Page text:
The Grammarphobia Blog

Man, woman, and child!

Q: You say in your March 7, 2011, posting that you don’t know a female equivalent of male interjections like “man oh man” and “boy oh boy.” Our legendary Nebraska broadcaster, the late Lyell Bremser, had a signature phrase to introduce key plays: “Man, woman and child!” It became probably THE most beloved phrase in the state during Lyell’s long reign on radio station KFAB—and it does seem to use “woman” in the “boy oh boy” sense.

A: You’re right. Bremser did use “woman” that way, though most people use the phrase “man, woman, and child” as an expression of universality or in its literal sense, not as an interjection.

For any Husker fans too young to remember Bremser, here’s an excerpt from his 1973 broadcast of a Nebraska-Minnesota football game:

“OOHHH, MAN, WOMAN AND CHILD WHAT A THROW THAT WAS BY DAVE ‘THE DEALER’ HUMM! He faked his hand-off into the middle, Frosty Anderson went down the left side on a fly pattern, Humm RIFLED that ball, he had to throw that 45 to 50 yards in the air!!!….here’s the try for the point, the kick is up, and Sanger’s kick is good!…But believe me, he threw that absolutely a TON!!! Frosty Anderson NEVER broke stride! He had his man beat! He was in behind Kevin Keller, #42, flying down the left sideline … he had him beat by a couple of steps. And that ball was laid right on his FINGER TIPS! He never broke stride, and you knew that was TOUCHDOWN ALL THE WAY!! … ONE OF THE MOST BEAUTIFUL PASS PLAYS YOU’LL EVER WANT TO SEE!!!”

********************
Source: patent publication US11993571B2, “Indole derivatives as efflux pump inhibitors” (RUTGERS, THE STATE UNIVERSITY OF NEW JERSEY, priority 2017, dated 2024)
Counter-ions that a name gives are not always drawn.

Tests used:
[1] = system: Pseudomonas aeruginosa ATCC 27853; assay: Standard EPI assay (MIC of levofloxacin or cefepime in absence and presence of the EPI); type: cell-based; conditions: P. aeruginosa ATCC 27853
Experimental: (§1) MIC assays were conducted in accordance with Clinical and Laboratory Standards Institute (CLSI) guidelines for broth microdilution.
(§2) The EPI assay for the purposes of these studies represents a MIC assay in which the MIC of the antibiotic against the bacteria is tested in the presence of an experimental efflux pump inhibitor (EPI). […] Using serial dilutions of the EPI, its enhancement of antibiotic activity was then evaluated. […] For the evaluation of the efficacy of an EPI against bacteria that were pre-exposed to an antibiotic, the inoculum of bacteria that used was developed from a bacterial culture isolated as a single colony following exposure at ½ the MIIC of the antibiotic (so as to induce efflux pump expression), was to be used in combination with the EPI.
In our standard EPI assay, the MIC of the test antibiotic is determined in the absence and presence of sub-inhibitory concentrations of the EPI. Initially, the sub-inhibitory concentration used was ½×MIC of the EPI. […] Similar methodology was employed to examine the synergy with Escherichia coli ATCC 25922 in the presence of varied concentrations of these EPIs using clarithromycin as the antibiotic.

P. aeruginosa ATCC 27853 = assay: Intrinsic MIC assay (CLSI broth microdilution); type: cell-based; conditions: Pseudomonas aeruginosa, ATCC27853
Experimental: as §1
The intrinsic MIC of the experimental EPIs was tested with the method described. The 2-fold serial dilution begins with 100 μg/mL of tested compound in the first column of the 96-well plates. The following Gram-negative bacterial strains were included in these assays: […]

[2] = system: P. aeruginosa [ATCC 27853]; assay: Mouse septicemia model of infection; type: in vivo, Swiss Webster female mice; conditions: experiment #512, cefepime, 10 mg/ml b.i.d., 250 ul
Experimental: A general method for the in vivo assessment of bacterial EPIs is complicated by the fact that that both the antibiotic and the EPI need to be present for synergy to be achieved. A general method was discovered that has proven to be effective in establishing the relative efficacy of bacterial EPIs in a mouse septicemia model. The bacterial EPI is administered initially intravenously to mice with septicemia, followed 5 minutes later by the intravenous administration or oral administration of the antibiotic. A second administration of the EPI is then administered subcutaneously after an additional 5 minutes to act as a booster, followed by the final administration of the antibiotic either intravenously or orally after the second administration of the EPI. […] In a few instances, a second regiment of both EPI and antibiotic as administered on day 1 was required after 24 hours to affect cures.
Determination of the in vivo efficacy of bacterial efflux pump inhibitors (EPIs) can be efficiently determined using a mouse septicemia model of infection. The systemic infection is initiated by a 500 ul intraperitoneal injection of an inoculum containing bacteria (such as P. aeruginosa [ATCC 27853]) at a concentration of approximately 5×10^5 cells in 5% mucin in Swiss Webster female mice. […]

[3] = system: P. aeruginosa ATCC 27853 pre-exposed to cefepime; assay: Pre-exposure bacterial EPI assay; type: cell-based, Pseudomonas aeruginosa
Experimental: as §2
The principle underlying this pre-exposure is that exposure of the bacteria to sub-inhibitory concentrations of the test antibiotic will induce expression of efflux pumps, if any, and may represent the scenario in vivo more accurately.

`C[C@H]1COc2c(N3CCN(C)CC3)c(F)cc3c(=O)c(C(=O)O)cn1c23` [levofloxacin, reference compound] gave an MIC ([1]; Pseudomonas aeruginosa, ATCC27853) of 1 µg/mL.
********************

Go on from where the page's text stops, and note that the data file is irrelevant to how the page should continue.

The transcript (including the creative punctuation and capitalization) comes from the website HuskerMax.com, which notes that Bremser nicknamed the quarterback David Humm “The Dealer” because Humm was from Las Vegas.

(Humm went from Nebraska to the Oakland Raiders, Buffalo Bills, Baltimore Colts, and Los Angeles Raiders.)

By the way, we got nearly a million hits when we googled the phrase “man, woman, and child,” including more than 400 from Bremser, but most of the hits we looked at used the phrase in its universal sense.

President Obama, for example, said in his Jan. 20, 2009, Inaugural Address that “America is a friend of each nation and every man, woman, and child who seeks a future of peace and dignity.”

The Oxford English Dictionary doesn’t have an entry for the phrase “man, woman, and child,” but it has six citations that include it, all of them in the universal or literal sense.

An 1806 citation in the entry for the verb “drag” is the earliest published reference in the OED: “Having dragged the whole neighbourhood for every man, woman and child.”

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